Because distal tarsitis is a progressive disease (until functional fusion occurs, the timing of which is highly variable), it would therefore most often require more therapy, not less. In light of this, the overall drop in number of injections required and the decrease in injection frequency over the 8-year study period can be viewed as an even more convincing argument for the beneficial effects of long-term oral Glu/Chon supplementation.

Due to the invasive nature of joint injections and their possible negative sequelae (infection, post-injection synovitis, periarticular fibrosis, etc), oral or other parenteral therapies have been sought after over the last 20 years. The findings of this study confirm that long-term oral Glu/Chon supplementation provides a viable treatment option that can reduce the required frequency of joint injections. Concurrent use of intramuscular PSGAG or intravenous hyaluronan with oral Glu/Chon has not been evaluated but in theory should result in even further alleviation of joint pain. Because of the different modes of anti-inflammatory action directed at different target tissues within the joint, a synergistic relationship would most likely be a result of combining oral Glu/Chon use and intramuscular PSGAG or intravenous hyaluronan. With many horses traveling to shows or events, often at great distances from their primary veterinarians, the decrease in frequency of necessary veterinary intervention would also be desirable. Most owners and trainers would prefer to have the veterinarian who would perform more invasive procedures be one in whom they have confidence and a regular working relationship. Fewer joint injections done while on the road in sometimes less than ideal surroundings and with an unfamiliar staff should hopefully result also in fewer potentially adverse complications.

The oral supplement used here was a Glu/Chon combination that delivered 3.9 g glucosamine/1.2 g chondroitin (active ingredients) per dose given BID. This gives a total daily dose of 10.2 gm of active Glu/Chon for a typical 1000-lb horse; this dose was extrapolated from in vivo canine and human studies (20 mg/kg) that showed positive study results. Most of the equine studies that have utilized oral Glu/Chon products in their study design used a minimum dose of 9 g up to 12 g of active Glu/Chon compound for 6 to 8 weeks of treatment in order to show any efficacy.52,53

It appears then that a daily dose of 9 g of active Glu/Chon for a period of 6 to 8 weeks is the lowest amount that has resulted in measurable clinical relief of joint pain. A recent non-published study evaluated the oral absorption rate of glucosamine hydrochloride in horses and found it to be 5.9% for a single dose of 10 g of glucosamine hydrochloride. This same study also collected joint fluid and analyzed it for the presence of glucosamine. Although the level within the synovial fluid after single oral dosing was lower than that used in invitro studies to show glucosamine effects on cartilage, its presence was still detectable at 12 hours after dosing. To truly evaluate the serum and joint levels attainable with oral glucosamine supplementation, a longer-term study would be required to elucidate any cumulative effects that sustained (≥ 8 weeks) BID dosing of glucosamine may provide in the horse. There is also some question on whether another form of glucosamine—glucosamine sulfate (Na and K), which has been the main form studied in radio-marker testing as well as human research—may have better absorption. Administration of glucosamine sulfate results in higher serum and synovial fluid sulfate levels that lead to increases in sulfate incorporation into cartilage and the sulfation process of GAGs.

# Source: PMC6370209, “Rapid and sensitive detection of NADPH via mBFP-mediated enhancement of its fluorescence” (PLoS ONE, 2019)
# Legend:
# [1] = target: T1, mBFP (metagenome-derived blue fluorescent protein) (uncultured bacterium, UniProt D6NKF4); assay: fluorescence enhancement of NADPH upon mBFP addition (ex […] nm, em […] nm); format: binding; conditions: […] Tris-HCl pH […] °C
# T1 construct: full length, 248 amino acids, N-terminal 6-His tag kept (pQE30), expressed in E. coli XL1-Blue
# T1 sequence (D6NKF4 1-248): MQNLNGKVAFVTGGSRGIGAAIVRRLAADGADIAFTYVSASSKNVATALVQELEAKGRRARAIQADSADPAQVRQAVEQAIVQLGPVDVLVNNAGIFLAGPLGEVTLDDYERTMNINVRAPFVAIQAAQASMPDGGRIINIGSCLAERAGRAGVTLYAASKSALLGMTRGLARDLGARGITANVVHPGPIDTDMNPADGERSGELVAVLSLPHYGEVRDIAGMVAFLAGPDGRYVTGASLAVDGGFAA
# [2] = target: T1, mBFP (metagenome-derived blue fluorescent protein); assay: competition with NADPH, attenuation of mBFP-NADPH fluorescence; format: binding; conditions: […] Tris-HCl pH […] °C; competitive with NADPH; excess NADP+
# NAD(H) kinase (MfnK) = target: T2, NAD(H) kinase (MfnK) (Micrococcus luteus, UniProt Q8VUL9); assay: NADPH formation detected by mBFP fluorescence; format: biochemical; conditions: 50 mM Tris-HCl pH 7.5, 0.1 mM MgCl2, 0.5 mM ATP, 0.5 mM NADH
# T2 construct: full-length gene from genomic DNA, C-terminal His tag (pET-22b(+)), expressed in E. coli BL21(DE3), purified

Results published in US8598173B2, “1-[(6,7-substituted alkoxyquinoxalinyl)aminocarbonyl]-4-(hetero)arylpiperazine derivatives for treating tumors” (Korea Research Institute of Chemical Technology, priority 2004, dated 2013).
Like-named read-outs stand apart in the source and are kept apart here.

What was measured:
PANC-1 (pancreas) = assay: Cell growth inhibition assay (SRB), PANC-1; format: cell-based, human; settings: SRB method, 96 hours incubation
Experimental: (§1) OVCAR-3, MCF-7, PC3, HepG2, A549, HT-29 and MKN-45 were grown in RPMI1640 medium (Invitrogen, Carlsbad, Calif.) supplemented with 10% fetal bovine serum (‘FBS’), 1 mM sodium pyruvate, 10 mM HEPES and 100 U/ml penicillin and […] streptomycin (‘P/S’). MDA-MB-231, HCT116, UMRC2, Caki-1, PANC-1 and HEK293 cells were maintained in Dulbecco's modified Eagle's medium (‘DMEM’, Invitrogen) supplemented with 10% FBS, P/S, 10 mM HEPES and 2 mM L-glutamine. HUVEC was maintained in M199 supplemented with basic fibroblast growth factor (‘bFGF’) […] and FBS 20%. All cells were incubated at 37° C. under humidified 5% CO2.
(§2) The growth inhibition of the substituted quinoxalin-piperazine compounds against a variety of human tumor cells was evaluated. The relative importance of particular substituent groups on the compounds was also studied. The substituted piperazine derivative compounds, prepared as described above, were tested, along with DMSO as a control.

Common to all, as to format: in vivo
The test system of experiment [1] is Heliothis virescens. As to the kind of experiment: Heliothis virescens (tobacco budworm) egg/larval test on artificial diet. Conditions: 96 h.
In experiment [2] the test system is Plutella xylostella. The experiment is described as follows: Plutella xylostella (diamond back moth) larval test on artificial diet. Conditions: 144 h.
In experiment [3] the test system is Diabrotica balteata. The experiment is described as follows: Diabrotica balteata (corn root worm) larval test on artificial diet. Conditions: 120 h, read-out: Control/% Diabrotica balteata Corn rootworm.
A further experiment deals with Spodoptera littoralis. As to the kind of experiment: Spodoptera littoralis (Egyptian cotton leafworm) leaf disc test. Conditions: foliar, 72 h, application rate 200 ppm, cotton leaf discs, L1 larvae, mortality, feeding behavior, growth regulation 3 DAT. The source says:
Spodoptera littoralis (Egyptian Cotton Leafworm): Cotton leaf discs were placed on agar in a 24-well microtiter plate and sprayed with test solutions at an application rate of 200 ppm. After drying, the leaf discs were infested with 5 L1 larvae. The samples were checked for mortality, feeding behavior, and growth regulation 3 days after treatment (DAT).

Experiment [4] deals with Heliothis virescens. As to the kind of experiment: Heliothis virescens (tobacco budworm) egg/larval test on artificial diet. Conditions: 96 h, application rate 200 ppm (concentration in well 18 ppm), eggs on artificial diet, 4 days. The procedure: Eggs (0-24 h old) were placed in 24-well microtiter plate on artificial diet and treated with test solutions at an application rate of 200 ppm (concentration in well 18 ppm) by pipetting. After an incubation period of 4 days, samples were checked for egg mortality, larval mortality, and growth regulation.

Low sulfate concentrations have been shown in vivo and in vitro to slow the rate of GAG synthesis. Therefore, using the sulfated form of glucosamine would make more physiologic sense to maximize any potential benefits of increasing sulfur levels.

The oral absorption rate for chondroitin sulfate in the horse has been documented at 22% for a single dose of 3 g of a higher molecular weight compound and 32% for a single dose of 3 g of a lower molecular weight compound. Although the study mentioned above did not evaluate synovial fluid levels, it has been shown in dogs that there was a 66.5% higher level in synovial fluid than in plasma after dosing of chondroitin sulfate. Again, sustained oral dosing of chondroitin sulfate may result in significantly higher measurable joint levels that would in turn correlate with the beneficial effects on cartilage seen in the in vitro studies.

Again, using a product that utilizes the lower molecular weight chondroitin as its component will yield a higher level absorbed and ultimately utilized by the horse.

In this study, consistent twice-daily administration of 10 g of a Glu/Chon supplement resulted in favorable results of longer duration of soundness and fewer required joint injections in regard to the lower hock joints. The joint supplementation data showed that 6 to 8 months of consistent use was necessary before those favorable results were evident. When helping to outline a joint health program for clients (especially those who are on the road or circuit), veterinarians can now more accurately advise their clients on the daily dose required and the duration of treatment needed if an oral Glu/Chon joint supplement product will be included in the overall program.